Cairns, Queensland day 6 Thur 20 May 2021

With more rain in the forecast we opted for a change of scenery today and headed away from the regular tourist things, deciding we would start the day with a trip to the cinema.

Now … I’m going to digress for a moment. Way back when Covid-19 was still referred to as the coronavirus and we were fumbling around wondering how this would alter our lives, one of the first places I avoided was the cinema theatre. Meantime, the leading operators were bombarding my email box with assurances of their hygiene measures. ‘Great,’ I thought, ‘we’re being encouraged to place our safety in the hands of teenagers who can’t even clean their own rooms.’

So, you’d think that I’d remember every one of few films I’ve watched at the cinema since then, wouldn’t you? I’ve seen The Dry, Nomadland, and Dream Horse, so this fourth film should have been right up there in the memory bank, particularly given its theme. Lucky I’m a good researcher.

Have I got you guessing now? Okay … drum roll … it was Son of the South. I see it has not scored highly on IMBd reviews, which is a great pity, as it was based on the true life story of Bob Zellner, who, whether he intended to or not, threw his lot in with the Student Nonviolent Coordinating Committee (SNCC), and joined with African-Americans in their 1960s struggle for racial justice and equality. Perhaps the movie portrayal of the book on which it was based, The Wrong Side of Murder Creek: A White Southerner in the Freedom Movement (2008) did not pack enough punch. Clearly it didn’t leave a lasting impression in my mind, although I recall many scenes now I’ve made the connection; and it could have been stronger overall. Some of the characters were so one-dimensional they were almost parodies of themselves. But another reason for a cool reception perhaps – and I don’t know this for sure – is it portrayed a history that maybe some are still coming to terms with.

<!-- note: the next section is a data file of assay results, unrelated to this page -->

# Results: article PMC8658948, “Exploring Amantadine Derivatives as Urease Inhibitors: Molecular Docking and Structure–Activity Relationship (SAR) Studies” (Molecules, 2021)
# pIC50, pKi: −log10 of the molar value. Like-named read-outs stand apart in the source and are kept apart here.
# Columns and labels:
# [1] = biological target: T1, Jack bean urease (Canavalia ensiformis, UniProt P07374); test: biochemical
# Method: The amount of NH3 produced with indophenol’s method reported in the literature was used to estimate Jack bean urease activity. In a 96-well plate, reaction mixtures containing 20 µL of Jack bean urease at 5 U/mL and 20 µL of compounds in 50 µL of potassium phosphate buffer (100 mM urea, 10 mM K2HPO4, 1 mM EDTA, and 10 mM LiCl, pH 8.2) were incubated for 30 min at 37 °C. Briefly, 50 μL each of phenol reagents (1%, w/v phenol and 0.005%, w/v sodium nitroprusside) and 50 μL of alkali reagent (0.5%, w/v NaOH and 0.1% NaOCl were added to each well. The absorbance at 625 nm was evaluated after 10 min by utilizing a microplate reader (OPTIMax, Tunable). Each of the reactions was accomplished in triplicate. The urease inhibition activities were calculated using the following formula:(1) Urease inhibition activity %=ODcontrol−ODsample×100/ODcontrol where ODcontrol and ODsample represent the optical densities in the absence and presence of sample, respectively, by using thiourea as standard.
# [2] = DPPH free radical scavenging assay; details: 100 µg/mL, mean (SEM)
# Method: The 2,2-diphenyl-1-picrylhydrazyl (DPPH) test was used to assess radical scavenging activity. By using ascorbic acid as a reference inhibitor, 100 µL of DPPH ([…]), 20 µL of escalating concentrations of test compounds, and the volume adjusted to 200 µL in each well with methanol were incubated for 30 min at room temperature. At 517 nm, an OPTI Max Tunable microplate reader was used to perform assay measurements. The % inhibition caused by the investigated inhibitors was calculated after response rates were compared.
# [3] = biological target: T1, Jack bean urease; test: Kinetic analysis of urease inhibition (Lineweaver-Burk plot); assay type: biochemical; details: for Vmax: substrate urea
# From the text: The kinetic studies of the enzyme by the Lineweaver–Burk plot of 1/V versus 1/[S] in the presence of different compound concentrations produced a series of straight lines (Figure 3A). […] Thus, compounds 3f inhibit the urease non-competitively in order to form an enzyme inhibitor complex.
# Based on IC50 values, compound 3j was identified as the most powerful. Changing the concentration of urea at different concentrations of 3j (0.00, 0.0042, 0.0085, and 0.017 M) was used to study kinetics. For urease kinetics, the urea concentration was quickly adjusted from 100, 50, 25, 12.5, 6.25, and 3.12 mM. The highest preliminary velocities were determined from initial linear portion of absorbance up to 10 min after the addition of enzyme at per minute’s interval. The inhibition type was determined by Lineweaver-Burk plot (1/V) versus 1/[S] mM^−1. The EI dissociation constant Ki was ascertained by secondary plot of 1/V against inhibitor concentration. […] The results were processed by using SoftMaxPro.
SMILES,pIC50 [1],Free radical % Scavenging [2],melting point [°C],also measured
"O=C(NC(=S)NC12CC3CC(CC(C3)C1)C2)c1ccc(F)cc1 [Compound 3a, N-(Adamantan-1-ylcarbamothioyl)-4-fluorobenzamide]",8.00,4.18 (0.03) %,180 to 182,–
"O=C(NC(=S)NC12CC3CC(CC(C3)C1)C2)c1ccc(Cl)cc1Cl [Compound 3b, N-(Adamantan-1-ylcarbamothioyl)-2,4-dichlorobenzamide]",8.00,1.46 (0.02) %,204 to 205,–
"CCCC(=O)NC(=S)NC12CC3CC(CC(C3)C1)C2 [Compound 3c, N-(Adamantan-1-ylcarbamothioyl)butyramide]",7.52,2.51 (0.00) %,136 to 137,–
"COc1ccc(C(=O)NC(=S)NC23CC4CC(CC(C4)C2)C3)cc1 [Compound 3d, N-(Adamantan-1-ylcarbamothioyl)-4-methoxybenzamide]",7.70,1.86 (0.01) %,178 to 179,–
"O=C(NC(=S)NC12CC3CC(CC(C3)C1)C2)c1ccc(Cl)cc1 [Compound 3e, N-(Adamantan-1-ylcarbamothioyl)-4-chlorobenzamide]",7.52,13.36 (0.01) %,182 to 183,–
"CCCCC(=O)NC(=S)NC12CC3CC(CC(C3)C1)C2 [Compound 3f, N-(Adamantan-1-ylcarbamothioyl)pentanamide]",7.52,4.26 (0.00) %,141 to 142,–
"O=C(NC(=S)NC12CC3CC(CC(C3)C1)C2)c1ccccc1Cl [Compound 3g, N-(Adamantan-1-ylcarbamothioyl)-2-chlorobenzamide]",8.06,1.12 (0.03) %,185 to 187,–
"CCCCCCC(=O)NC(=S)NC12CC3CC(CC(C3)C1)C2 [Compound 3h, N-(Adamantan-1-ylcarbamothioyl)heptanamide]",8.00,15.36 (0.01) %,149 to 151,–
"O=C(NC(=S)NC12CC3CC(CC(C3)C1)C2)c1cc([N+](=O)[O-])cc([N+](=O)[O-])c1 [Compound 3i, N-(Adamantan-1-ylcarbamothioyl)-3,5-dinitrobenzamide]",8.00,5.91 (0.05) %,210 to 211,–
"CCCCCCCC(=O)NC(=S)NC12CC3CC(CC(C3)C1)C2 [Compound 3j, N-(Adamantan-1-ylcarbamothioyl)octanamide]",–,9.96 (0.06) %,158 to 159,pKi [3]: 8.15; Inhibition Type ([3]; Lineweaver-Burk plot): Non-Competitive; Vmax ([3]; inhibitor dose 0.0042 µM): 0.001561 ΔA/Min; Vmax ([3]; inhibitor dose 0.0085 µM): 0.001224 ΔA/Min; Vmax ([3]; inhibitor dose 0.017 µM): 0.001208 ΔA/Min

Even though the shopping mall which houses the cinema is only a few blocks back from the waterfront, those few blocks remove you from the tourists and situates you with the locals just going about their regular shopping and entertainment day. (Population of Cairns, circa 150,000). That was a nice prelude for us, as in the early evening we were to meet up with a distant relative (both in the sense of our family tree and in our usual geographical locations, although not in the sense of affection).

So after the movie we had a bite to eat in one of those ubiquitous food halls that shopping malls Australia-wide now feature. We had a doner kebab each if I recall 🙂 and then headed back to the hotel for a bit of down time. The view from our balcony was very pleasant. Puffy clouds in blue skies were encouraging.